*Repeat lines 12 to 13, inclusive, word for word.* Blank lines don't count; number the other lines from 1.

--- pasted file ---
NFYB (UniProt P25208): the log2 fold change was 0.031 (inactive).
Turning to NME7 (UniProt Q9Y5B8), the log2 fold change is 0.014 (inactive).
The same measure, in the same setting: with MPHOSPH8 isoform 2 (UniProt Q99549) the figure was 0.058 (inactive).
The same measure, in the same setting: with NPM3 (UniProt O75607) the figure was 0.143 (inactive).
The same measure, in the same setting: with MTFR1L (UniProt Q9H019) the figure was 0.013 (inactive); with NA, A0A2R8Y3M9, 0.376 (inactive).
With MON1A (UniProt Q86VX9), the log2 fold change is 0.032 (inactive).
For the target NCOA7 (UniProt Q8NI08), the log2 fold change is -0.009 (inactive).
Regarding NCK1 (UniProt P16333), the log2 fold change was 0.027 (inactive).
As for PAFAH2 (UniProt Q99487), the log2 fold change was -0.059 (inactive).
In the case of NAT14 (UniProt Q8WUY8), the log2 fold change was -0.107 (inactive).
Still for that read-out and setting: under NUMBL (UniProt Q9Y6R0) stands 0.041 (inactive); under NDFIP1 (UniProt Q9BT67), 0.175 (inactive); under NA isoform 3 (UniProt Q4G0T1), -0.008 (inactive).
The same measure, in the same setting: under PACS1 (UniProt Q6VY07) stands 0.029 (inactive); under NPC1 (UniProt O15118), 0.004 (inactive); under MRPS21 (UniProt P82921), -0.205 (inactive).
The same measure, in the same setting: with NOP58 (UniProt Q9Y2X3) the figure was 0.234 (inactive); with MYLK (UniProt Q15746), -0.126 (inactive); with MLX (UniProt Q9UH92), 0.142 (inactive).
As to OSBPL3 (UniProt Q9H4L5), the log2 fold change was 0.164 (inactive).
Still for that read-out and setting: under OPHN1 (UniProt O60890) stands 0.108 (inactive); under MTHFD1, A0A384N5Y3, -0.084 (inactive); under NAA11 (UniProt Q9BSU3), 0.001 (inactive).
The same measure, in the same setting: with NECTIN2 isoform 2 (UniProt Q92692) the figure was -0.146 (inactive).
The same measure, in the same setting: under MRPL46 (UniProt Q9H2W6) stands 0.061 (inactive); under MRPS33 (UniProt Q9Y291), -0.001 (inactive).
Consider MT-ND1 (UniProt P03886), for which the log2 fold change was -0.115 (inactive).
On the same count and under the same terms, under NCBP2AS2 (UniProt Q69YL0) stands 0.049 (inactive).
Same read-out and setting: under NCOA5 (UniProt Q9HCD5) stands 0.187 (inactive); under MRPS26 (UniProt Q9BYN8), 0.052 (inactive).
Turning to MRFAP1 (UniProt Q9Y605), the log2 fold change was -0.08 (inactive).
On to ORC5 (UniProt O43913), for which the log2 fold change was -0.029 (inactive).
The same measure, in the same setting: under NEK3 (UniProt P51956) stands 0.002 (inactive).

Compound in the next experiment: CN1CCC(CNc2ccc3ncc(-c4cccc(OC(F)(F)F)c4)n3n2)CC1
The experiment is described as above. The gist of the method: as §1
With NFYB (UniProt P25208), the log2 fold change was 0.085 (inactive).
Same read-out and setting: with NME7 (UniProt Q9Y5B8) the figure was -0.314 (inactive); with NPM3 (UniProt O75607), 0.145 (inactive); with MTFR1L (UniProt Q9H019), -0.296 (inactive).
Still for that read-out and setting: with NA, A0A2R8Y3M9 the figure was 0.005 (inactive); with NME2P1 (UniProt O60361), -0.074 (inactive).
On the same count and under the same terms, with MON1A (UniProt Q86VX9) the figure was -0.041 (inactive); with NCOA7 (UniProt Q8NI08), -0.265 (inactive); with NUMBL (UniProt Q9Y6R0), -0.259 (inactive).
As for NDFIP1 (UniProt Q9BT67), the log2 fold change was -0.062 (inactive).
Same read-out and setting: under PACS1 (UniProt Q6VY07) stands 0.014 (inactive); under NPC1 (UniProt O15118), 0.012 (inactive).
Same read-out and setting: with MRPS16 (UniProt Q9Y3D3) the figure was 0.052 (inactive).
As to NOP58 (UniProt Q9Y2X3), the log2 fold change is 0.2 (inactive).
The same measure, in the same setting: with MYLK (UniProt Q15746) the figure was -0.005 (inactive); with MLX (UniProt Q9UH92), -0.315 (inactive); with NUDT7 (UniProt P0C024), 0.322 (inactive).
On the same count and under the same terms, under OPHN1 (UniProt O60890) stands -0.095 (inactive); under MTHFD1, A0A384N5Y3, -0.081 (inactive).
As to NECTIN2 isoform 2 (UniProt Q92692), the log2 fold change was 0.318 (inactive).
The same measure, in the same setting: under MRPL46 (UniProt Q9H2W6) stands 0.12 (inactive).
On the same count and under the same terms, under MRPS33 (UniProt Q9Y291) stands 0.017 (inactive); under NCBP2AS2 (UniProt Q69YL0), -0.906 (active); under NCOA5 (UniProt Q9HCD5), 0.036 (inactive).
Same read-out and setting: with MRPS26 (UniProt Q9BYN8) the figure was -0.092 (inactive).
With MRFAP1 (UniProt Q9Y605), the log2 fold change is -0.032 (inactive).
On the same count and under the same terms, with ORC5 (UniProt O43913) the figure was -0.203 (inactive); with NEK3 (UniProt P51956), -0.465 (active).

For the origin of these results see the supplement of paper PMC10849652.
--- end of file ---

The same measure, in the same setting: under PACS1 (UniProt Q6VY07) stands 0.029 (inactive); under NPC1 (UniProt O15118), 0.004 (inactive); under MRPS21 (UniProt P82921), -0.205 (inactive).
The same measure, in the same setting: with NOP58 (UniProt Q9Y2X3) the figure was 0.234 (inactive); with MYLK (UniProt Q15746), -0.126 (inactive); with MLX (UniProt Q9UH92), 0.142 (inactive).